The email also included a note that Inzelbuch, 48, would assess each case individually to make certain there is no conflict of interest.
Lakewood has about 5,600 public school students and more than 22,000 private students — all of whom are entitled to taxpayer-funded special education and transportation.
Inzelbuch has also taken on two cases involving two boys, one from Clifton Avenue Elementary School and the other from Lakewood Middle School. Inzelbuch said he agreed to take the cases with no charge to the parents. When he wins, Inzelbuch said, the district will have to pay his fee.
“Mr. Inzelbuch served the board zealously and competently,” said Steven Secare, the Toms River-based attorney representing Inzelbuch.
The state’s Rules of Professional Conduct for attorneys offer a six-month period after termination before an attorney can accept a case as long as it does not adversely affect the former employer, Secare said in court papers.
“Had Mr. Inzelbuch acquired specific knowledge that would be materially adverse to the (board), a conflict would exist. However, merely acquiring skill, experience and general knowledge” is not enough to disqualify him from taking cases after six months, Secare said.
Lakewood legal bills
When he worked for the Lakewood district, Inzelbuch received a salary of $122,655 plus health benefits as special-education coordinator, according to his contract. Additionally, Inzelbuch earned more than $2 million in legal fees since the beginning of 2008 until the beginning of 2012, payment records show. On some days, Inzelbuch’s legal fees were more than $2,000. Inzelbuch also farmed out some of the legal work to other attorneys for special programs, board President Carl Fink said.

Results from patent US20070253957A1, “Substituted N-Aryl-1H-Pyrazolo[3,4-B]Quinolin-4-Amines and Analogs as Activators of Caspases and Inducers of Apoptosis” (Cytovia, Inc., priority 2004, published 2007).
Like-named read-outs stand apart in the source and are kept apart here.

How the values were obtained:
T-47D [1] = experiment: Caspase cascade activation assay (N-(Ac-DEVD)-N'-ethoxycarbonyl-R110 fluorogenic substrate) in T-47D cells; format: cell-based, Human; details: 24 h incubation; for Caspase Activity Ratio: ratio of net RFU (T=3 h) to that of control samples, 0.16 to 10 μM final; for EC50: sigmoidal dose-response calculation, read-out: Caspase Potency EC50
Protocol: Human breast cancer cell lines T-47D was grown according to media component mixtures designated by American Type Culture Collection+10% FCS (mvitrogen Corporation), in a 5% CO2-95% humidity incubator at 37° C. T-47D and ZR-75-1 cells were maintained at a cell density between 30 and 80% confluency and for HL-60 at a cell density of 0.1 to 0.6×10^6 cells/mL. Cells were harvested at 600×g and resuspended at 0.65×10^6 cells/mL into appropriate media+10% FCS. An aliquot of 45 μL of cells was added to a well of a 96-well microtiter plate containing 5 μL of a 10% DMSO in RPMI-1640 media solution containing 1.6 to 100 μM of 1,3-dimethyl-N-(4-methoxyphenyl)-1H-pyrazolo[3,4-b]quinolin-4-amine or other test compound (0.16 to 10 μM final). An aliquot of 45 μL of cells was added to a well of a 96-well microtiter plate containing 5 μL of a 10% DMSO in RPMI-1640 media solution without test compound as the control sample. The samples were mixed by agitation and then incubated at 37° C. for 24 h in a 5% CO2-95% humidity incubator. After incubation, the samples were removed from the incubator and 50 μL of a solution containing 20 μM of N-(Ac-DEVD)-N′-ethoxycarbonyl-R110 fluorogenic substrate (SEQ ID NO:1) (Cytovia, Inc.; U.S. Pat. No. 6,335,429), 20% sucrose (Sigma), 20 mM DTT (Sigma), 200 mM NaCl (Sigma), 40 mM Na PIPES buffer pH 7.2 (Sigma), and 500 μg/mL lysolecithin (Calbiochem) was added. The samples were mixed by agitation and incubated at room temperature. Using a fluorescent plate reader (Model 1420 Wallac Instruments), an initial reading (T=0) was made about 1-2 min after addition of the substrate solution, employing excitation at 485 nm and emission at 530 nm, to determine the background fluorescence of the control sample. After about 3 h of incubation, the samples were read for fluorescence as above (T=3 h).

Bills from the attorney replacing Inzelbuch, Stephen J. Edelstein and his law firm, totaled $961,394 for one year. Edelstein said that the contracts that had been in place under Inzelbuch had to be rewritten to eliminate potential problems for the district.
The case that started the conflict-of-interest lawsuit involved two autistic twins from Lakewood who attended the Lakewood Early Childhood Center.
After Inzelbuch’s departure, the school’s special-education plan proposed that the twins continue their education inside the district. The parents disagreed and hired Inzelbuch. The case was heard and settled at Office of Administrative Law on April 8. The settlement included tuition of $55,000 per child at the special-education YALE school in Cherry Hill. The district also will pay to transport the children. The judge declined to hear the conflict case, but settled the special-education portion of the case, saying the children’s needs were paramount.
“The district determined that this is a reasonable placement for these children, and of course we are bound to act in the best interest of the children,” Edelstein said. “We have agreed to pay for the balance of this year and the next two years. We did not agree to give the children ‘compensatory education,’ nor did we agree to pay an additional $30,000 in fees and costs which were sought. Also, we did not pay for the majority of the independent evaluations secured by the parents.
“They wanted $60,000, and we paid $28,000,” Edelstein said Friday. “We did not agree to pay for additional independent evaluations and private placement.”
Inzelbuch’s fees and court costs were $28,000, paid by the district.
Marc G. Mucciolo, an attorney with Edelstein’s law firm, represented the district before the Office of Administrative Law judge. The firm’s fees for the one case was $55,220, he said.
“Not only is this reasonable given the enormous amount of work, but it is reasonable given the amount of money at stake in these many actual and potential cases,” Edelstein said.